Itchy Izzy’s Igloo
igloo picture
Emergent Literacy Plan
Maggie Saye



Rationale: Students must learn how to identify letters with their vocal gestures and sounds before being able to become readers (phonemic awareness). Short vowels are very hard for students to learn and are arguably some of the most important correspondences for children to master. They appear often in their readings and must be mastered before long vowels and irregular correspondences are taught. By learning that short I says /i/, (i=/i/), students will be able to read short i words with more accuracy and those words will eventually become part of their sight vocabulary. Students will learn how to identify the short I sound in words by learning a visual and oral representation of the sound, identifying this sound in spoken words provided by the teacher after a word is modeled for them and will practice how to identify the short I sound in written words by creating their own word for a block of ice in our igloo and by completing a practice worksheet.

Materials: blue butcher paper with i=/i/ written on it and a drawing of Izzy scratching her arm with the word itch written beside her, chart with tongue twister displayed on it (“Izzy itched while inching over to her igloo”), large poster picture of Izzy next to her igloo and individual copies of this picture for each student, blue construction paper, black markers, tape, pencils, dry erase board, dry erase markers, and copies for each student of a picture worksheet in which they decide if the word represented by the picture has the short vowel I in it.

Procedures:
1. First, I will explain to the students that words are made up of letters. These letters create different sounds and when put together, create words. Learning the sound that each letter stands for is important because they help us to become good readers. I will explain, “One sound that can be found in words is /i/. The sound /i/ is made by the letter I when it is a short vowel. Today we will be learning about the letter I and how to recognize words in which the letter I makes the /i/ sound (i=/i/). After we can recognize I as /i/ in spoken words, we will learn how to read I=/i/ in written word through a book.”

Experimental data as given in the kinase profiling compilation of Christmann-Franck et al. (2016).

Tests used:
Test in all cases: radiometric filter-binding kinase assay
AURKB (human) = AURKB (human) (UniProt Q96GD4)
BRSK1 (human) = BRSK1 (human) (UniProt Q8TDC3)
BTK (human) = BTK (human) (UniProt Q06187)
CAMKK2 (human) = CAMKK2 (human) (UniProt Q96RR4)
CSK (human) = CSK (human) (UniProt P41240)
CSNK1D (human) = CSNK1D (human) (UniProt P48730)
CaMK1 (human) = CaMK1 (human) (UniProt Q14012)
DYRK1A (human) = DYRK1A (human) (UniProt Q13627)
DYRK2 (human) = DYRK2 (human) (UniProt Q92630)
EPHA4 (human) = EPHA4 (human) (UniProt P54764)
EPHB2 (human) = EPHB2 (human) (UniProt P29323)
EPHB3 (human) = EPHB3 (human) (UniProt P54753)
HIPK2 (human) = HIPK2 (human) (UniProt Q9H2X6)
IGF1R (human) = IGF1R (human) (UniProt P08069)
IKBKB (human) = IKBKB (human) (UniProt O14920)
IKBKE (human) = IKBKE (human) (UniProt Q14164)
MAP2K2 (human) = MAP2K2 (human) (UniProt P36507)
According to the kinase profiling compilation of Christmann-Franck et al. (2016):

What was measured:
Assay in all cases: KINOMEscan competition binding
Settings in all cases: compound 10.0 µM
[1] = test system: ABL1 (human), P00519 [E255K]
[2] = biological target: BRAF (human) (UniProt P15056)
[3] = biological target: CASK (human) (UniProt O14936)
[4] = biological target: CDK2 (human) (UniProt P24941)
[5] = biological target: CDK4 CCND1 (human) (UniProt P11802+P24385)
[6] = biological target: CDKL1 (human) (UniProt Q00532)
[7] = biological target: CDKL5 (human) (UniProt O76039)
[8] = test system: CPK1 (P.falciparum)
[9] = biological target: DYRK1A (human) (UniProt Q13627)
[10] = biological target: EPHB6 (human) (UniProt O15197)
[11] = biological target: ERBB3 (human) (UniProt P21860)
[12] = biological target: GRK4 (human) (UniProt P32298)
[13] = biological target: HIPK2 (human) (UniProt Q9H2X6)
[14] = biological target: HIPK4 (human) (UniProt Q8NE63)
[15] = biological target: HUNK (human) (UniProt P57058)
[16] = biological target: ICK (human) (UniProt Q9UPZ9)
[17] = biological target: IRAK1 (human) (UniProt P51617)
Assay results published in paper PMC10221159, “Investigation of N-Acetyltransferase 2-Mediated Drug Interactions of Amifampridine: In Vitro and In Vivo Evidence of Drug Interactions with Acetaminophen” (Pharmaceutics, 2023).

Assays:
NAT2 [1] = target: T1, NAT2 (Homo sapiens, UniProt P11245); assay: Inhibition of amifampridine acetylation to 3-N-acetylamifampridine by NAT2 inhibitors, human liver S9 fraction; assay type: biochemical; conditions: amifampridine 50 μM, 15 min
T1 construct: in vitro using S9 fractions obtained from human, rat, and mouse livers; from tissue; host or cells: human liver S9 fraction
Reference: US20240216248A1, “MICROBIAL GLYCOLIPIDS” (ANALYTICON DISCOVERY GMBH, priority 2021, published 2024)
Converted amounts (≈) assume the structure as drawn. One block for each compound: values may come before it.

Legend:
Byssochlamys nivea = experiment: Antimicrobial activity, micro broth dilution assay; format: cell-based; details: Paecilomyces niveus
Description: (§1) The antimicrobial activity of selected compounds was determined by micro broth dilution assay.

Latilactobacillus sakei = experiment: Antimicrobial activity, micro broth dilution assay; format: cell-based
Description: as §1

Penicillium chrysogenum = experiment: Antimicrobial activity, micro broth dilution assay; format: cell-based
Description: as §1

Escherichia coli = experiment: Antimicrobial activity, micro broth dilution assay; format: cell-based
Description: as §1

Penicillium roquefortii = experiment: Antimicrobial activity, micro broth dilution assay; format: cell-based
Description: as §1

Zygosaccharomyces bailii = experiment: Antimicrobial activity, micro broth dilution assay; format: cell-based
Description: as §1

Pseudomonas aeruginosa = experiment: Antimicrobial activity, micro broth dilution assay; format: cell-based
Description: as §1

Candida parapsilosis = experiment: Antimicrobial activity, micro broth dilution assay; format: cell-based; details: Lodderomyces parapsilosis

2. I will say to students, “We can hear the /i/ sound in lots of words. One way I remember the /i/ sound is when I’m itchy. See the little girl in this picture? (Point to blue butcher paper with Iggy scratching her arm on it) Her name is Izzy. Everyone calls her Itchy Izzy because she is always scratching her arm. Can you all scratch your arm and say ‘/i/, /i/, /i/!’? Good! What is the first sound we hear in the word itchy? (Wait for student response.) That’s right, /i/! Now every time we hear /i/ in a word today I want us all to scratch our arm and say ‘/i/, /i/, /i/!’ Because itchy begins with the sound /i/, scratching our arm like we are itchy will help us remember what /i/ sounds like. If you need help remembering the sound the letter I makes, look at Itchy Izzy on the board and she will remind you. Now, let's review how we write the letter I. First, you give him a straight back. Then, give him a headdress and his moccasins. After you have done that, you have your I that says /i/!”
3. I will say to students, “Now, we are going to say the tongue twister on this chart. (I will hold the chart up in front of the class.) Every time you hear /i/ I want you to scratch your arm and say ‘/i/, /i/, /i/’. I’ll say it once first and then we will say it together adding the /i/’s. The tongue twister is ‘Izzy itched while inching over to her igloo.’ Now, let’s do it together: ‘Izzy (/i/, /i/, /i/) itched (/i/, /i/, /i/) while inching (/i/, /i/, /i/) over to her igloo (/i/, /i/, /i/).’”